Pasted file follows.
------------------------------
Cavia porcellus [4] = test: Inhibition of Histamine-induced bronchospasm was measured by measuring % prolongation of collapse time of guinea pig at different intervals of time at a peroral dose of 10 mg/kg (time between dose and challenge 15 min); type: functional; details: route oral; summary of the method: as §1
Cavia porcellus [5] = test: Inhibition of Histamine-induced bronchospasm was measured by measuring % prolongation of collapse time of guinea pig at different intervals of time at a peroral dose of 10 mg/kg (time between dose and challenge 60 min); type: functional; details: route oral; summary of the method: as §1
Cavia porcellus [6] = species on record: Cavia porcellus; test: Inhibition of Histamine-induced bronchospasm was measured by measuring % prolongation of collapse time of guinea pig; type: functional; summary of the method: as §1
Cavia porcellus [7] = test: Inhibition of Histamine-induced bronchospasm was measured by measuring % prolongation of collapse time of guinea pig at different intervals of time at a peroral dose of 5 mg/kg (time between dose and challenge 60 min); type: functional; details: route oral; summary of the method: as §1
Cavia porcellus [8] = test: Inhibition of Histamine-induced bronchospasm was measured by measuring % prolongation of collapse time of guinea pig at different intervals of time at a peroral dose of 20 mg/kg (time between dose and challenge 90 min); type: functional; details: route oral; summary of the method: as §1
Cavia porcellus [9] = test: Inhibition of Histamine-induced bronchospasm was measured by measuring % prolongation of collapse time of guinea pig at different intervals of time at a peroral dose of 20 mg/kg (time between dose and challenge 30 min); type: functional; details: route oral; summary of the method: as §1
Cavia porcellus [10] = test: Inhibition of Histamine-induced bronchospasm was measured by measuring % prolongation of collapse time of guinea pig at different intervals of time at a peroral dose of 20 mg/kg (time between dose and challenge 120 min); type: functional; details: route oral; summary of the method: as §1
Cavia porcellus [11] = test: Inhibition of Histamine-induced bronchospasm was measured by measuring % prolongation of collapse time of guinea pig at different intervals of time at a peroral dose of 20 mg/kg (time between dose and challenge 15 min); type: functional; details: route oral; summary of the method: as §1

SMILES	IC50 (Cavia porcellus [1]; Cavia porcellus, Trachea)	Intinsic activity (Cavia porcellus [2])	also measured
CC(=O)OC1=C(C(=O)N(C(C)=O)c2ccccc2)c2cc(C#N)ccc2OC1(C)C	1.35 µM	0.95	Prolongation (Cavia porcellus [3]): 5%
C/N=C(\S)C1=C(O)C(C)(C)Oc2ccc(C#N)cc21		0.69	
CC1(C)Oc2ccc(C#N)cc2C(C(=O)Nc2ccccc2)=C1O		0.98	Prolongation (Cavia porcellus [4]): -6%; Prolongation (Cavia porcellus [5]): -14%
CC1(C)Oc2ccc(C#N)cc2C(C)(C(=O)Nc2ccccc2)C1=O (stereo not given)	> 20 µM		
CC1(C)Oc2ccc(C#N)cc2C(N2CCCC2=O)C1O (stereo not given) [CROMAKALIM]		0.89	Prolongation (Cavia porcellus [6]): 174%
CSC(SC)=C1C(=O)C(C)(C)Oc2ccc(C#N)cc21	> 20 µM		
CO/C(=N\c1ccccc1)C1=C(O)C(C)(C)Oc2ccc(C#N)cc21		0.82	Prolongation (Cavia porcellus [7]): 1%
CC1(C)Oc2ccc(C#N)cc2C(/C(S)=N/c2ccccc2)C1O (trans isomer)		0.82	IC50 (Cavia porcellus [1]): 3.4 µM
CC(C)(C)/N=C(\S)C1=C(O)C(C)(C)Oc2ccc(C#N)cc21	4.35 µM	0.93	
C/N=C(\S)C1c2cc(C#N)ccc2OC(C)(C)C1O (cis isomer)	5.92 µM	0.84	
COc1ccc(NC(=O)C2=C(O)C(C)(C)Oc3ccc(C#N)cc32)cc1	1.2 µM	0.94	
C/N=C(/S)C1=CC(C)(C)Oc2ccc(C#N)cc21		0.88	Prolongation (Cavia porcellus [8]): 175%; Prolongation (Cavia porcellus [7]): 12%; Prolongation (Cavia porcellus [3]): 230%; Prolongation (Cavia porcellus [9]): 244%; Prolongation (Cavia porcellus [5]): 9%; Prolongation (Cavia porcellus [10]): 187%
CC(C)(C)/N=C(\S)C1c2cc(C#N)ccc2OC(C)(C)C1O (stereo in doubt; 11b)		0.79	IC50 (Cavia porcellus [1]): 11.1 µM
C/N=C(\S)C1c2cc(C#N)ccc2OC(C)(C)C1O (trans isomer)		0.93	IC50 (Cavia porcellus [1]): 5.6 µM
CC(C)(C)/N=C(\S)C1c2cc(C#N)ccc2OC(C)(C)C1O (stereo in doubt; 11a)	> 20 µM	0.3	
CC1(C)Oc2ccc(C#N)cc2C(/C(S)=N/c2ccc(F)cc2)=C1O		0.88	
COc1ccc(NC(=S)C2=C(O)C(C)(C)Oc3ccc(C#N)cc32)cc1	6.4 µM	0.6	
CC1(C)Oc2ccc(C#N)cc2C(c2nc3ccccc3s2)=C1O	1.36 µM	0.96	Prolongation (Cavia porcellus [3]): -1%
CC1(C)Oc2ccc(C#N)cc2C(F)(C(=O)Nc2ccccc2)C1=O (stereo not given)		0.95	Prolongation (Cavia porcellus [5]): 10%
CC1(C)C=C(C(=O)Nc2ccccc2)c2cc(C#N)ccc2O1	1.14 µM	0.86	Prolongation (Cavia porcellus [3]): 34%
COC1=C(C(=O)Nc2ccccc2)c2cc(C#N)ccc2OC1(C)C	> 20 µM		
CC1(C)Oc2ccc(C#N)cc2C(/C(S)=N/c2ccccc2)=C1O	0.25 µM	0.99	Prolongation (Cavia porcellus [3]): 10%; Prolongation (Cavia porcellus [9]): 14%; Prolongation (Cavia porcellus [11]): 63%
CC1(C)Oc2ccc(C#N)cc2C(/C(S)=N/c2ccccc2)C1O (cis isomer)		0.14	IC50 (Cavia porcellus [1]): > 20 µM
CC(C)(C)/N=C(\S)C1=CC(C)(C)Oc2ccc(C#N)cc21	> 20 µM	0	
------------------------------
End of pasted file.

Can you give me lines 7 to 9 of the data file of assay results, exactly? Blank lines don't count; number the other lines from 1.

Cavia porcellus [10] = test: Inhibition of Histamine-induced bronchospasm was measured by measuring % prolongation of collapse time of guinea pig at different intervals of time at a peroral dose of 20 mg/kg (time between dose and challenge 120 min); type: functional; details: route oral; summary of the method: as §1
Cavia porcellus [11] = test: Inhibition of Histamine-induced bronchospasm was measured by measuring % prolongation of collapse time of guinea pig at different intervals of time at a peroral dose of 20 mg/kg (time between dose and challenge 15 min); type: functional; details: route oral; summary of the method: as §1

SMILES	IC50 (Cavia porcellus [1]; Cavia porcellus, Trachea)	Intinsic activity (Cavia porcellus [2])	also measured